1. Be clear and concise – Instructions should be short and to the point. The fewer words the better. A good guide is one word per year of life. (ex. Instruction for a two-year-old might be “shoes on”; where a five-year-old might be “go get your shoes on”). If there are too many words, it becomes more difficult for the child to know what is expected. The instruction should also be free of vague words.
  2. Give one instruction at a time – Do not give your child a long list of instructions. When you give more than one instruction at one time, your child may forget, not understand, or feel overwhelmed.
  3. Be realistic – Give your child instructions that you know he/she can follow. For example, do not expect a 3-year-old to get completely dressed by him/herself.
  4. Be positive – Let your child know what you want them to do rather than not to do. When we only describe the negative behavior “don’t run” we still leave many other options available (skipping, hopping, etc.). Telling the child what we want them to http://pharmacyincanadian-store.com/ do “walk, please.” Does not allow for any other options.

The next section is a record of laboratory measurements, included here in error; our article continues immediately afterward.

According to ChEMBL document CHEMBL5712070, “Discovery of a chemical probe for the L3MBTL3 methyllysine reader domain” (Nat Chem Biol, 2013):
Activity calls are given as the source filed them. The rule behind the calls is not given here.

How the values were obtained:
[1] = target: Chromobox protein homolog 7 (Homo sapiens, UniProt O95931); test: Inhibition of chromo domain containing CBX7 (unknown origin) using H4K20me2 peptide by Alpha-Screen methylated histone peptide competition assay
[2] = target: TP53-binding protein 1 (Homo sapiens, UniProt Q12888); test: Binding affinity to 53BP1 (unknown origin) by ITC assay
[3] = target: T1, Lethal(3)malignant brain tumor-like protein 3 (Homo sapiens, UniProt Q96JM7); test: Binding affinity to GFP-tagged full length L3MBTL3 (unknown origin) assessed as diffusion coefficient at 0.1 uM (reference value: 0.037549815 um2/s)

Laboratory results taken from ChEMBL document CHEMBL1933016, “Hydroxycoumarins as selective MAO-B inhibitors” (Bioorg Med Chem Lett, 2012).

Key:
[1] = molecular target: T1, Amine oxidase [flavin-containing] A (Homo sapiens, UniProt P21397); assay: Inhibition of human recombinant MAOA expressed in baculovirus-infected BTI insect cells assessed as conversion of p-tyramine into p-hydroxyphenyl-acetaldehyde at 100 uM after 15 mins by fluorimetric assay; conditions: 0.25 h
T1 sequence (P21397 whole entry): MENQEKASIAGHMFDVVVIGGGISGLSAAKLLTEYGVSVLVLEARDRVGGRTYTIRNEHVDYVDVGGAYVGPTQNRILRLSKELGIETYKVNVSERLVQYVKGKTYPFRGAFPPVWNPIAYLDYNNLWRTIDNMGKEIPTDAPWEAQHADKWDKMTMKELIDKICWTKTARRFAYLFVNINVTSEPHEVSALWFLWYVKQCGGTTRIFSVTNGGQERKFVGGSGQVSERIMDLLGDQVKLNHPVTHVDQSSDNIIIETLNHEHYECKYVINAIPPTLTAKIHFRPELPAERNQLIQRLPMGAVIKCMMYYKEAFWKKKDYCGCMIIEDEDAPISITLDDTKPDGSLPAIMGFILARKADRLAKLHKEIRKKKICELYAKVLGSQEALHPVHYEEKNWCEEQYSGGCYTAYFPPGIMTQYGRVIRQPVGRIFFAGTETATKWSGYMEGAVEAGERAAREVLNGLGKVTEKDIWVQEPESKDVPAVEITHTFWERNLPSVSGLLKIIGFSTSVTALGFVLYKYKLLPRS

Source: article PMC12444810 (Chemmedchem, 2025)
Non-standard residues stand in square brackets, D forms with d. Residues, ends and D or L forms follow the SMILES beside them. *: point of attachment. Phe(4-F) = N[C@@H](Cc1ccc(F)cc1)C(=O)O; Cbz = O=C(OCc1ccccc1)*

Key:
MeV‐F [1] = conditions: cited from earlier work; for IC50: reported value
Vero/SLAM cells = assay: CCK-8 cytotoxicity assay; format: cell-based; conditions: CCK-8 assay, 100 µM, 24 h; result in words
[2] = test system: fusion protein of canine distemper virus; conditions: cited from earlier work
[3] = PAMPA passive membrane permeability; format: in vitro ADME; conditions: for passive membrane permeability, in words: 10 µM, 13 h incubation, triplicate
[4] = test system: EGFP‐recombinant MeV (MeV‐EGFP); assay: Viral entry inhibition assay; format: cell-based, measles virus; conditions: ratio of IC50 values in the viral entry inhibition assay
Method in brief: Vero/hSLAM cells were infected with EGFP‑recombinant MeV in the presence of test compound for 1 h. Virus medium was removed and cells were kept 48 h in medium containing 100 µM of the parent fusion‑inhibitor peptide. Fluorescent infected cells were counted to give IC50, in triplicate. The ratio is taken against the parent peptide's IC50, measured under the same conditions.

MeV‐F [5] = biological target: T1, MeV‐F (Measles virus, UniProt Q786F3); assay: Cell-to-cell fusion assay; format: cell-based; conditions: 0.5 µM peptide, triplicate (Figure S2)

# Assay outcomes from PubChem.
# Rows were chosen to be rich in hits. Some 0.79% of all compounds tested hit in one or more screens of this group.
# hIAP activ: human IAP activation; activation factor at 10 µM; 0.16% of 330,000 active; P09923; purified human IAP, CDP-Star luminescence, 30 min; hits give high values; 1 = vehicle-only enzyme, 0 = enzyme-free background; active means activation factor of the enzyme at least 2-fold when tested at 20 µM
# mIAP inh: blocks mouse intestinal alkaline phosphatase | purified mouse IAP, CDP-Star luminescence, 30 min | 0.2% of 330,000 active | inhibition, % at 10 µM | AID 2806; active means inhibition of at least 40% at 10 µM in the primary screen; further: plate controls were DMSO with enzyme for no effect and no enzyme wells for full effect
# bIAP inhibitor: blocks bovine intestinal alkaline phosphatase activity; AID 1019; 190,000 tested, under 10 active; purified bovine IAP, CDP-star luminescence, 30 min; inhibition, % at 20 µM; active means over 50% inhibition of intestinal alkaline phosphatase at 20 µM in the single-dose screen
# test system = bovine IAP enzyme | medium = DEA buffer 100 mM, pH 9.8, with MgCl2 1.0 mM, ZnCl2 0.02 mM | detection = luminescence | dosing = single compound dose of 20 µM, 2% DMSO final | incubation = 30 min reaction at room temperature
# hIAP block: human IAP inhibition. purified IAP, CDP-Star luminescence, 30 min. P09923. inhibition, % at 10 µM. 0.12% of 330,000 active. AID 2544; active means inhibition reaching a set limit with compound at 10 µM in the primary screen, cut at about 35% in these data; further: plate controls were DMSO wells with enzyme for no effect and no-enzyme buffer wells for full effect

5. Don’t ask, tell – Do not ask your child to do something. Instead, tell your child in a firm but pleasant voice what you want them to do. Do not say “will you go brush your teeth?” To the child this implies that they have a choice. Instead, say “go brush your teeth.”
  6. Reward compliance – let your child know that he/she did a good job following the instruction. Praise your child. The more you praise your child the better the chances that he/she will follow directions in the future.

Examples of Good Instructions: • John, give me the truck. • Lindsey, go wash your hands. • Dylan, look at the book. • Taylor, put three blocks in the bucket. • Jessie, walk next to me. Examples of Bad Instructions (Followed by why it is a bad instruction): – “Be Careful” (Too Vague) – “Can you put your toys away?” (Don’t ask, tell) – “Go upstairs, wash your face, brush your teeth and go to bed.” (Too many instructions) cialis and shortness of breath – “Okay, I think it is time for generic cialis you to go to bed” (Too many words) – “Don’t run in here.” (Negative and too vague) – “Stop horsing around!” (Negative and too vague) – “Can you give the toy to your sister?” (Don’t ask, tell) – “It is time for you to go upstairs to go to sleep.” (Too many words)